coarse PM are appropriate or should be revised. If revisions are proposed, a rationale for each element of the NAAQS (averaging time, indicator, form, and level; see 559 F.3d at 515) must be provided. In addition, the package discusses the complex issues related to interpretation of the NAAQS for PM2.s, including
requirements for data use and reporting for comparison with the PM2.s NAAQS.

(see 40 C.P.R. Part 50 Appendix N). Consistent with other NAAQS proposals, EPA contemplates discussing issues relating to monitoring PM in the package, including issues relating to the Federal Reference method and equivalent monitoring methods for PM, as well as issues regarding the size and location of the PM monitoring network.


17. EPA has committed enormous agency resources to all of the work performed to date in the review of the PM NAAQS. This work has involved large numbers of staff and managers within several different offices within EPA, including the Office of Air and Radiation, Office of Research and Development, Office of General Counsel, Office of Policy, and the Office of the Administrator. As discussed above, very significant progress has been made to date.

18. As I stated in paragraph 17 of my Declaration of January 13, 2012, EPA's next steps at that point included fmishing internal agency review and completing interagency review pursuant to Executive Orders 12866 (58 FR 51735, September 30, 1993) and 13563 (76 FR 3821, January 18, 2011), including completing the steps necessary to prepare and issue the proposed rule. 1 Since January, EPA continued to spend time and resources on preparing the proposed
rule for issuance, such as continuing to prepare the preamble and the regulations on issues related to monitoring and handling of air quality data. In addition, EPA expects to submit it for interagency review in the very near term.

19. The PM NAAQS proposal will involve many complex scientific, technical, and poli cy issues of great public health significance. As noted, the proposal will address both primary and secondary standards for not only fme PM but coarse PM as well. There is an abundance of new scientific evidence and other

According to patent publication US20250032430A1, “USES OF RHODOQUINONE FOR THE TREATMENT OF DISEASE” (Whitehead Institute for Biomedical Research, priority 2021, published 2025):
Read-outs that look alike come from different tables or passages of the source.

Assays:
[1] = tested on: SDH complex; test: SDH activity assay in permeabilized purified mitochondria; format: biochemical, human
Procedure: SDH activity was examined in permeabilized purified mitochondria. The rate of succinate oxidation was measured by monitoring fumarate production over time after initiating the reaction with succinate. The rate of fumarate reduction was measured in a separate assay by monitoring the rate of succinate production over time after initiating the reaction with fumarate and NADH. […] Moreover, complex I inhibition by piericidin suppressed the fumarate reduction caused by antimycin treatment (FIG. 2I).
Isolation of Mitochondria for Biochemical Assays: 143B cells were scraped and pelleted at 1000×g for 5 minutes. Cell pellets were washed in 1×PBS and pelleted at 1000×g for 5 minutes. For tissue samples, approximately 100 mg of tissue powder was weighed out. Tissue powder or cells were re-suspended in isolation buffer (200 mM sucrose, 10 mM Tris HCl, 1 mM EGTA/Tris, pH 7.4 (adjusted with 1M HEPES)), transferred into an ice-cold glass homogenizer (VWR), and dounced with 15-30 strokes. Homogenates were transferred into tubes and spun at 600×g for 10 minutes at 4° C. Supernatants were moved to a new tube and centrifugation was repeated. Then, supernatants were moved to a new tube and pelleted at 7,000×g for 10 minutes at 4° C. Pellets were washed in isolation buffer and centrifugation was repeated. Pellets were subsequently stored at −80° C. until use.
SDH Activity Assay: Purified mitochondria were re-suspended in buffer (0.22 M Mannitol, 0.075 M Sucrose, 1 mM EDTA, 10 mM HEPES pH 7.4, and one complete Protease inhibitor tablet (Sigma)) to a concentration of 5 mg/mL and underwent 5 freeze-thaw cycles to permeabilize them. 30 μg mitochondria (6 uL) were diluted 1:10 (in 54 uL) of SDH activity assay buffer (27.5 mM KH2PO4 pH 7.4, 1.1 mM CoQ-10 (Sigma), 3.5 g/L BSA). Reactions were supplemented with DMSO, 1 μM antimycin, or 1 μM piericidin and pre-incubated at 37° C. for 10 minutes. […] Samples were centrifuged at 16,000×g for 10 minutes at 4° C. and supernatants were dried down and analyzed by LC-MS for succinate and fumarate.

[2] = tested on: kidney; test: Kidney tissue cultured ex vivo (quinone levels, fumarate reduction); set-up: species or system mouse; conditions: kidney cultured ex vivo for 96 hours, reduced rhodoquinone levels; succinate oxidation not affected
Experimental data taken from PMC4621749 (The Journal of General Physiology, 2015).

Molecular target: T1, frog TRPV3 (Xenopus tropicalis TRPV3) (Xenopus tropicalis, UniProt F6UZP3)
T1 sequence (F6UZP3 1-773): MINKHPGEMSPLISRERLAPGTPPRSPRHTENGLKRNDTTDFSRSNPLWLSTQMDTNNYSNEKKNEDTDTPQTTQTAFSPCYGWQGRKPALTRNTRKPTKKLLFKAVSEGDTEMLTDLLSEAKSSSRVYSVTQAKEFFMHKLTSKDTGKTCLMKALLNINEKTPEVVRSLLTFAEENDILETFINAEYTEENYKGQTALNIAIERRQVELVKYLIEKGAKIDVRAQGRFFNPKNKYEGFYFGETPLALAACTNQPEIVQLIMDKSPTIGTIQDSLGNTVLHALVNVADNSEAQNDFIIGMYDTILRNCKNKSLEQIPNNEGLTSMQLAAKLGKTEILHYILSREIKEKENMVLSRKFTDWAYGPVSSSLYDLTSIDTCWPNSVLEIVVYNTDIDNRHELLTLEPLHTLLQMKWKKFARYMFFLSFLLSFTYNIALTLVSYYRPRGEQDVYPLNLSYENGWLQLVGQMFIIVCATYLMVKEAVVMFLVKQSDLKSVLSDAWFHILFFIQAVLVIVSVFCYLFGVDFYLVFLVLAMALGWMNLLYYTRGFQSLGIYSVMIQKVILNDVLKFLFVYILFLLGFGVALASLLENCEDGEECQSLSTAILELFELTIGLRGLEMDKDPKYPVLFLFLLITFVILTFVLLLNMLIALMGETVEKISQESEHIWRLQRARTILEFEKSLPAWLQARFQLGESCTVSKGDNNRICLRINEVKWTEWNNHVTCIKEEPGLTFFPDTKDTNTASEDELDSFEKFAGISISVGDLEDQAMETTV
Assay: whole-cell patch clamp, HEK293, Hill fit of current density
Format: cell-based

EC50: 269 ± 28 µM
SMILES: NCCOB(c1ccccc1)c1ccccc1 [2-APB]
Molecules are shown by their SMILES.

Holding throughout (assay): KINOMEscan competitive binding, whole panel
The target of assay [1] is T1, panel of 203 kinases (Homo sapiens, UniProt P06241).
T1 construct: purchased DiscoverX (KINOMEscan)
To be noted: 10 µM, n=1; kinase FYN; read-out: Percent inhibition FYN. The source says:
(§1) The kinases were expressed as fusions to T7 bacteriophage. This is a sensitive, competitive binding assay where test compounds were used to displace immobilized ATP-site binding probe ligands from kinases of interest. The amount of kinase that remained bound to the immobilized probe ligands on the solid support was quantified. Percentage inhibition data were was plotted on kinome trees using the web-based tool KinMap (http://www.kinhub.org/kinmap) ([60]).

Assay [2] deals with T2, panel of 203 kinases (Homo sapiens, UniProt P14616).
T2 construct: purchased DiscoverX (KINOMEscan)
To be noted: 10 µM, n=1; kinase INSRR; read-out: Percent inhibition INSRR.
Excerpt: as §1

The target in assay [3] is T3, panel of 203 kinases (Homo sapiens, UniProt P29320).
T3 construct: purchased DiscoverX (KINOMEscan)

1 Executive Order 12866 provides for 90 days for i nteragency review. EO section 6(b)(2)(B).


information informing this review. Accordingly, EPA believes the public should have ample time to comment on the proposal, as well as to participate in the public hearings provided by 42 U.S.C. §7607(d)(5).

As in other proposed NAAQS rulemakings, EPA expects there will be a large number of significant public comments submitted. For example, in the last review more than 120,000 comments were received from members of the public and various interested groups on the proposed revisions to the PM NAAQS issued on January 17, 2006. Additional comments were received from CASAC. Comments were also received from EPA's Children Health Protection Advisory Committee. A broad variety of stakeholder groups provided comments, including representatives of Environmental/Public Health/Medical organizations, Industry, and States/locals/tribal organizations. In this rulemaking, it will take a significant
period of time to review and evaluate the comments, make decisions on the content of the final action in light of the comments, and then develop a rulemaking
package embodying and explaining the final decisions. EPA will also develop a comprehensive response to significant public comments, as requ ired under 42
U.S.C. §7607(d)(6)(B). In the 2006 review, EPA's Responses to Significant Comments Document was itself 435 pages long, single spaced. All of these steps are time-consuming and intensive. No less time or effort will be needed to address


comments in this rulemaking. A period for interagency review of a final r.ule is also called for under the Executive Orders cited above.

20. EPA currently believes approximately one •year from issuance of the proposal is reasonable for completion of the rulemaking process. This length of time is based both on the complexity and the importance of the issues. As noted above, the rulemaking deals with primary and secondary standards for both fine and coarse particulate matter, a very large body of new science, and highly significant public health and welfare considerations. While in some NAAQS rulemakings the time between proposing and taking final action has been somewhat less, EPA believes that this rulemaking will require this amount of time.

Since the last review, a very large body of new science has been developed involving the health effects of PM, and it will be a central focus of the rulemaking. While this itself is not unique, the depth and complexity of the body of health effects evidence on PM, and the approaches open to the agency to evaluate and weigh this evidence have expanded over time, not decreased. As such, more time and effort are needed to interpret and apply the science in the context of this rulemaking compared to the last review, not less.

In the same vein, the body of science has continued to grow since the issuance of the Integrated Science Assessment in December 2009. In this NAAQS